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TITLE
Squadron Leader John B Niven DFC
EXTERNAL ID
PC_ROGER_NIVEN_04
PERIOD
1940s
SOURCE
Roger Niven
ASSET ID
29880
KEYWORDS
Word War II
Second World War
World War Two
WWII
Battle of Britain
Squadron Leader John B Niven DFC

John Brown Niven was born and brought up in Edinburgh. After an education at George Heriot's school he joined the family roofing business, John Low Slaters. However, his passion, since a schoolboy, had been flying, and he successfully applied to join the RAF Volunteer Reserve in June 1939 at the age of nineteen. He applied to study flying at RAF Cranwell College and was accepted, but before taking up his place, he was called up for war in September.

During the war years he had distinguished service in the RAF, flying Spitfires in the UK, Indian and Japan. He was Squadron Leader in the 602 City of Glasgow Squadron and 485 New Zealand Squadron. He also flew with 322 Dutch Squadron. For his courageous efforts he was awarded the DFC (Distinguished Flying Cross) and bar. (A bar is added to the DFC ribbon for holders who receive a second award.)

After the war John rejoined the family roofing firm, married Dorothy Hood and had three children. He moved to Thurso to work in personnel for the UKAEA (United Kingdom Atomic Energy Authority) at Dounreay, before finally settling in Inverness as an employee of HIDB (Highlands & Islands Development Board).

John was a keen golfer (he played off a handicap of 2) and in the 1960s was instrumental in renovating and extending the course at Reay, near Thurso. He retired in 1985 and died in October 1986. His wife, son and two daughters still live in Inverness and Nairn.

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Squadron Leader John B Niven DFC

1940s

Word War II; Second World War; World War Two; WWII; Battle of Britain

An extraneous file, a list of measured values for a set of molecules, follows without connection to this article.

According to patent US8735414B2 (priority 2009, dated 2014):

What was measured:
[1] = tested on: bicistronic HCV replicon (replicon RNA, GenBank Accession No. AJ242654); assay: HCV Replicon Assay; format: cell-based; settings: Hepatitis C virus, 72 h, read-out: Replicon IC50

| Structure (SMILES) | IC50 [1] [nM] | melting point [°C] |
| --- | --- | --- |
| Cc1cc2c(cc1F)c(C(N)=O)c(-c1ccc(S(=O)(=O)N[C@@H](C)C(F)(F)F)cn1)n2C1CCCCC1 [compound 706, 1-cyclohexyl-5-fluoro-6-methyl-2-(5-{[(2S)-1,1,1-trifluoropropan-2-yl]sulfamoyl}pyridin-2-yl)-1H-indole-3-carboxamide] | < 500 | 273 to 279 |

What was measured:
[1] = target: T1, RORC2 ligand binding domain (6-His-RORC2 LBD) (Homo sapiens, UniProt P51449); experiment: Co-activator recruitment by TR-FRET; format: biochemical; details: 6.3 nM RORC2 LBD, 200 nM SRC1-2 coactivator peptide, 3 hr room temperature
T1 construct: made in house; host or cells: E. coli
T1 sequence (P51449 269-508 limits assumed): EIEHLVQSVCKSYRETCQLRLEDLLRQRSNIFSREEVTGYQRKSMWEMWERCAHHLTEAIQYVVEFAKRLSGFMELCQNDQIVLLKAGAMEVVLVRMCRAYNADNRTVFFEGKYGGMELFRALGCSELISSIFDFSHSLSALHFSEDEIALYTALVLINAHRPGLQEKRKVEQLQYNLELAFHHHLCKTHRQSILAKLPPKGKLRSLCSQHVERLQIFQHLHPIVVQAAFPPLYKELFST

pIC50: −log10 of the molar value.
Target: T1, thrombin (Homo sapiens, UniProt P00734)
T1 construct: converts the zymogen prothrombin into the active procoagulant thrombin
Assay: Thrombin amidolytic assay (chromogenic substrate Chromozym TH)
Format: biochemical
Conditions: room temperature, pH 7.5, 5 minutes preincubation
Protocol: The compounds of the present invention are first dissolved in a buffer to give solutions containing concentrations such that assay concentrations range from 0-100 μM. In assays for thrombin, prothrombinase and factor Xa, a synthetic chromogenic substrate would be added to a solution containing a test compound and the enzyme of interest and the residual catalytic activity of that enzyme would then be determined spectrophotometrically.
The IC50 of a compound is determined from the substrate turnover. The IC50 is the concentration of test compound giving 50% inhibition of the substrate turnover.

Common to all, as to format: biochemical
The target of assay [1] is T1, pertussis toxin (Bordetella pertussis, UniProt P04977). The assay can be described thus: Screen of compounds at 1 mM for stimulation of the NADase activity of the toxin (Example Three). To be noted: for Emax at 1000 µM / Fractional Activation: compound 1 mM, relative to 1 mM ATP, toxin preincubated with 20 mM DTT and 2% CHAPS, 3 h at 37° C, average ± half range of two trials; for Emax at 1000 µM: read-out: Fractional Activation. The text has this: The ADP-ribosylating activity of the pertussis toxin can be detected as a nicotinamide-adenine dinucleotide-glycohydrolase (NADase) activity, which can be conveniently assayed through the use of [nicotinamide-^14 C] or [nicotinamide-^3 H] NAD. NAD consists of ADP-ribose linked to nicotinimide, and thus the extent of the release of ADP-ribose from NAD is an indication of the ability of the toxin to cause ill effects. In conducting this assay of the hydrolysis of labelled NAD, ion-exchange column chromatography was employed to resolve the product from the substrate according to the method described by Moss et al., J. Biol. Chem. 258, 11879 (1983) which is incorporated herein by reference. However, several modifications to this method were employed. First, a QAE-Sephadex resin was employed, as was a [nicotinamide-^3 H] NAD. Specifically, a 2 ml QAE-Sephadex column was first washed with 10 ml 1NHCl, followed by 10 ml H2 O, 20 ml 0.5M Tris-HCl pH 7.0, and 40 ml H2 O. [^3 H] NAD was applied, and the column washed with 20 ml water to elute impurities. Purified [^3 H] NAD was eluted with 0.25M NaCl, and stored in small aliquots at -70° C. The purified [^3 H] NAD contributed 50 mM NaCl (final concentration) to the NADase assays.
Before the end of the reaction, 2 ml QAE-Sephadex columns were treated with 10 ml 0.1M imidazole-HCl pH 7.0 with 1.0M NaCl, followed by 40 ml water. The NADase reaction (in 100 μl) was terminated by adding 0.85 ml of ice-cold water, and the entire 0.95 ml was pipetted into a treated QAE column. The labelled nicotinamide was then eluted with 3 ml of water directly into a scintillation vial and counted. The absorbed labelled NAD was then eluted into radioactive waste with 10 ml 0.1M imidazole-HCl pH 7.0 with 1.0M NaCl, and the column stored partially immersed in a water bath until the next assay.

Roger Niven

John B Niven: Spitfire Pilot

John Brown Niven was born and brought up in Edinburgh. After an education at George Heriot's school he joined the family roofing business, John Low Slaters. However, his passion, since a schoolboy, had been flying, and he successfully applied to join the RAF Volunteer Reserve in June 1939 at the age of nineteen. He applied to study flying at RAF Cranwell College and was accepted, but before taking up his place, he was called up for war in September.<br /> <br /> During the war years he had distinguished service in the RAF, flying Spitfires in the UK, Indian and Japan. He was Squadron Leader in the 602 City of Glasgow Squadron and 485 New Zealand Squadron. He also flew with 322 Dutch Squadron. For his courageous efforts he was awarded the DFC (Distinguished Flying Cross) and bar. (A bar is added to the DFC ribbon for holders who receive a second award.)<br /> <br /> After the war John rejoined the family roofing firm, married Dorothy Hood and had three children. He moved to Thurso to work in personnel for the UKAEA (United Kingdom Atomic Energy Authority) at Dounreay, before finally settling in Inverness as an employee of HIDB (Highlands & Islands Development Board). <br /> <br /> John was a keen golfer (he played off a handicap of 2) and in the 1960s was instrumental in renovating and extending the course at Reay, near Thurso. He retired in 1985 and died in October 1986. His wife, son and two daughters still live in Inverness and Nairn.